The sun has barely pierced through the morning sky when a handful of burly men gather at the corner of Jones Ferry and Davie roads in Carrboro.
For 18 years, day laborers have gathered at the corner each morning in search of work.
“Painting concrete, unclogging pipes, setting tiles … They do everything,” said Ana Lopez, who works at Tienda, Taqueria Y Carniceria Toledo’s near the corner.
The day laborers are often paid too little or are not paid at all. Some are African-Americans, but most are Latino immigrants.
According to the U.S. Census, Carrboro has the highest Hispanic and Latino population in Orange County. The population climbed from about 2,000 to 2,700 between 2000 and 2010.
Now, an electronic database is aiming to provide a safer environment where they can look for work.
Judith Blau, UNC sociology professor and director of the Human Rights Center of Chapel Hill and Carrboro, decided to create an electronic worker center to combat wage theft.
The Human Rights Center hopes to gather workers’ strongest skills and connect them to potential employers.
Student volunteers will also help by writing letters to employers to find out what skill sets they look for in workers.
“I think this is making history,” Blau said.
In the current system, employers — usually construction contractors or homeowners — stop by the corner and negotiate with day laborers over employment terms.
But it is often more of a gamble than a negotiation, and undocumented laborers are vulnerable to exploitation.
“Some guys they work with will rip them off — either pay them less or not at all,” said Ever Rodriguez, an employee at Kangaroo Express Market, which is located near the hiring site.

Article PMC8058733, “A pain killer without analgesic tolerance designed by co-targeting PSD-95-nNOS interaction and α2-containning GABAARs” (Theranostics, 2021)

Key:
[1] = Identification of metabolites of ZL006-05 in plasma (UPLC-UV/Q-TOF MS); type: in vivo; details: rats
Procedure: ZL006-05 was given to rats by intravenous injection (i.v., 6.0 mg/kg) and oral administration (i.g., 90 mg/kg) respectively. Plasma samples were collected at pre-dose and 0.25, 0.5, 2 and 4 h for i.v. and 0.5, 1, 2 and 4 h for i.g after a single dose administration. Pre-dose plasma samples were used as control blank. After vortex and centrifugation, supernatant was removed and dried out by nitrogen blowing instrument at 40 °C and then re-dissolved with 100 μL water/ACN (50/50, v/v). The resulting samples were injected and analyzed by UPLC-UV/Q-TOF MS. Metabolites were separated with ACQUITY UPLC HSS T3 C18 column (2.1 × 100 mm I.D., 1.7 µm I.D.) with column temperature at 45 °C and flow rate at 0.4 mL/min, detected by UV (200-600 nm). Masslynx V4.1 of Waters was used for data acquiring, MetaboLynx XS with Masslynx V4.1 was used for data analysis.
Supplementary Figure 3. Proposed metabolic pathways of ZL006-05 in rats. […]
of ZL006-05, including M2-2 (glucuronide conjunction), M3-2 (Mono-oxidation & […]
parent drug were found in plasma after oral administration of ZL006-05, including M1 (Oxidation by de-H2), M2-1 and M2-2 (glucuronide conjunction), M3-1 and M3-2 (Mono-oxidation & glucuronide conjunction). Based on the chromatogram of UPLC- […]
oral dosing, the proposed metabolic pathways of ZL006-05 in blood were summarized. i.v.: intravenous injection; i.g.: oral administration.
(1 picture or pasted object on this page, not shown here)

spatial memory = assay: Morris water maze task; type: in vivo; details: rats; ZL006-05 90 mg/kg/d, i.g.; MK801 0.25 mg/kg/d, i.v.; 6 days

Day laborers earn an average of $10 to $12 per hour, said Rafael Gallegos, associate director of the Human Rights Center.
Alberto Rodriguez, a day laborer from Carrboro, was a construction worker for 15 years.
He was laid off from a full-time job eight years ago, and unemployment drove him to the Jones Ferry corner.
In good times, Alberto Rodriguez works three days a week.
But in bad times — when the economic downturn brings construction projects to a halt — he leaves without work.
“At least 15 of my friends have returned to Mexico because they can’t bear the lack of jobs,” he said.
Gallegos said the number of day laborers gathering at the corner has increased with the downturn in the economy, making the competition for jobs much fiercer.
“The pressure of competing with the same group of people everyday, and knowing that their relatives are sick… it is very stigmatizing,” Gallegos said.
And wage theft continues to be a problem for these workers.
Carol Brooke of the North Carolina Justice Center said the organization receives multiple calls each week about wage theft.
Workers rarely voice grievances to the courts or law enforcement officials due to fear of deportation, she said.
“Fear of retaliation is a great challenge,” she said. “The remedies available to day laborers are limited.”
The primary goal of the Human Rights Center’s online database is to include day laborers in the process — and the idea is gaining support from the workers.
“People at the corner really like this idea,” said Alberto Rodriguez, who helped with the creation of the database.
“It’s possible that we attract all employees and it becomes a nice center.”
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